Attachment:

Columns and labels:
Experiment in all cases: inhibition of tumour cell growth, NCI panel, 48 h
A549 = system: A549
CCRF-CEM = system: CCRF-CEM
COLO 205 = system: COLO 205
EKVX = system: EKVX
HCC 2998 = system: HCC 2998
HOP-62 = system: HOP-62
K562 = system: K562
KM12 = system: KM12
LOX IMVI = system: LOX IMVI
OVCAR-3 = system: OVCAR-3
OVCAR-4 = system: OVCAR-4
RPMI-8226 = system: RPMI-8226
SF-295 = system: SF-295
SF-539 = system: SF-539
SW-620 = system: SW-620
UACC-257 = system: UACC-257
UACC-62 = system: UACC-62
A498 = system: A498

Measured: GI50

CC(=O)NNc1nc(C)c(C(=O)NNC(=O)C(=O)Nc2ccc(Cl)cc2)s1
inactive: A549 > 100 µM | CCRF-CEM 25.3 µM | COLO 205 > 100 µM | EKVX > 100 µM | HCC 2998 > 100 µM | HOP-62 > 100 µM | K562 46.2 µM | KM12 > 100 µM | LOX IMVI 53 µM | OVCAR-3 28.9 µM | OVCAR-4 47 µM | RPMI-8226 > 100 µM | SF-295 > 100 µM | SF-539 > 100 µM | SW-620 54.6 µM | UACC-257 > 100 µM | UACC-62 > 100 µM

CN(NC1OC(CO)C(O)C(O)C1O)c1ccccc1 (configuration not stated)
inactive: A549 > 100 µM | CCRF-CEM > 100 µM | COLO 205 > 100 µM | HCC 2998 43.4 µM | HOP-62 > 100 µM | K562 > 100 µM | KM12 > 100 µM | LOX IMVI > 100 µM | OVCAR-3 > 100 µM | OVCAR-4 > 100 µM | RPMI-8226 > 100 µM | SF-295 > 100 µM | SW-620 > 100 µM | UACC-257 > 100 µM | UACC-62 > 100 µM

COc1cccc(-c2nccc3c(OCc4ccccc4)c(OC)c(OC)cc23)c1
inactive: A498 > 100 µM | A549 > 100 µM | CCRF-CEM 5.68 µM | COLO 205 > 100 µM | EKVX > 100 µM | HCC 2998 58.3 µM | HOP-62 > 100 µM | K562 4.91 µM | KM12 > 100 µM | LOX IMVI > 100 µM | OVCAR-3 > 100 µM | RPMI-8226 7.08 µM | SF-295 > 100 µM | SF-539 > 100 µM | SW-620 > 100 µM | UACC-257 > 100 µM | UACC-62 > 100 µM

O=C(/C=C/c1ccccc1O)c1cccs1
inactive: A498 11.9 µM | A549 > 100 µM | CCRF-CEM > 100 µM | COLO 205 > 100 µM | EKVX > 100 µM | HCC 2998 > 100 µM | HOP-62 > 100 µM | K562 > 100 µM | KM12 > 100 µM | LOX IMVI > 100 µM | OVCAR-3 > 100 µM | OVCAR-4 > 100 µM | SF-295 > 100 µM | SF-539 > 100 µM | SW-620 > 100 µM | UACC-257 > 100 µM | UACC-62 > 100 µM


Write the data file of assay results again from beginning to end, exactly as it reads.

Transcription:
Columns and labels:
Experiment in all cases: inhibition of tumour cell growth, NCI panel, 48 h
A549 = system: A549
CCRF-CEM = system: CCRF-CEM
COLO 205 = system: COLO 205
EKVX = system: EKVX
HCC 2998 = system: HCC 2998
HOP-62 = system: HOP-62
K562 = system: K562
KM12 = system: KM12
LOX IMVI = system: LOX IMVI
OVCAR-3 = system: OVCAR-3
OVCAR-4 = system: OVCAR-4
RPMI-8226 = system: RPMI-8226
SF-295 = system: SF-295
SF-539 = system: SF-539
SW-620 = system: SW-620
UACC-257 = system: UACC-257
UACC-62 = system: UACC-62
A498 = system: A498

Measured: GI50

CC(=O)NNc1nc(C)c(C(=O)NNC(=O)C(=O)Nc2ccc(Cl)cc2)s1
inactive: A549 > 100 µM | CCRF-CEM 25.3 µM | COLO 205 > 100 µM | EKVX > 100 µM | HCC 2998 > 100 µM | HOP-62 > 100 µM | K562 46.2 µM | KM12 > 100 µM | LOX IMVI 53 µM | OVCAR-3 28.9 µM | OVCAR-4 47 µM | RPMI-8226 > 100 µM | SF-295 > 100 µM | SF-539 > 100 µM | SW-620 54.6 µM | UACC-257 > 100 µM | UACC-62 > 100 µM

CN(NC1OC(CO)C(O)C(O)C1O)c1ccccc1 (configuration not stated)
inactive: A549 > 100 µM | CCRF-CEM > 100 µM | COLO 205 > 100 µM | HCC 2998 43.4 µM | HOP-62 > 100 µM | K562 > 100 µM | KM12 > 100 µM | LOX IMVI > 100 µM | OVCAR-3 > 100 µM | OVCAR-4 > 100 µM | RPMI-8226 > 100 µM | SF-295 > 100 µM | SW-620 > 100 µM | UACC-257 > 100 µM | UACC-62 > 100 µM

COc1cccc(-c2nccc3c(OCc4ccccc4)c(OC)c(OC)cc23)c1
inactive: A498 > 100 µM | A549 > 100 µM | CCRF-CEM 5.68 µM | COLO 205 > 100 µM | EKVX > 100 µM | HCC 2998 58.3 µM | HOP-62 > 100 µM | K562 4.91 µM | KM12 > 100 µM | LOX IMVI > 100 µM | OVCAR-3 > 100 µM | RPMI-8226 7.08 µM | SF-295 > 100 µM | SF-539 > 100 µM | SW-620 > 100 µM | UACC-257 > 100 µM | UACC-62 > 100 µM

O=C(/C=C/c1ccccc1O)c1cccs1
inactive: A498 11.9 µM | A549 > 100 µM | CCRF-CEM > 100 µM | COLO 205 > 100 µM | EKVX > 100 µM | HCC 2998 > 100 µM | HOP-62 > 100 µM | K562 > 100 µM | KM12 > 100 µM | LOX IMVI > 100 µM | OVCAR-3 > 100 µM | OVCAR-4 > 100 µM | SF-295 > 100 µM | SF-539 > 100 µM | SW-620 > 100 µM | UACC-257 > 100 µM | UACC-62 > 100 µM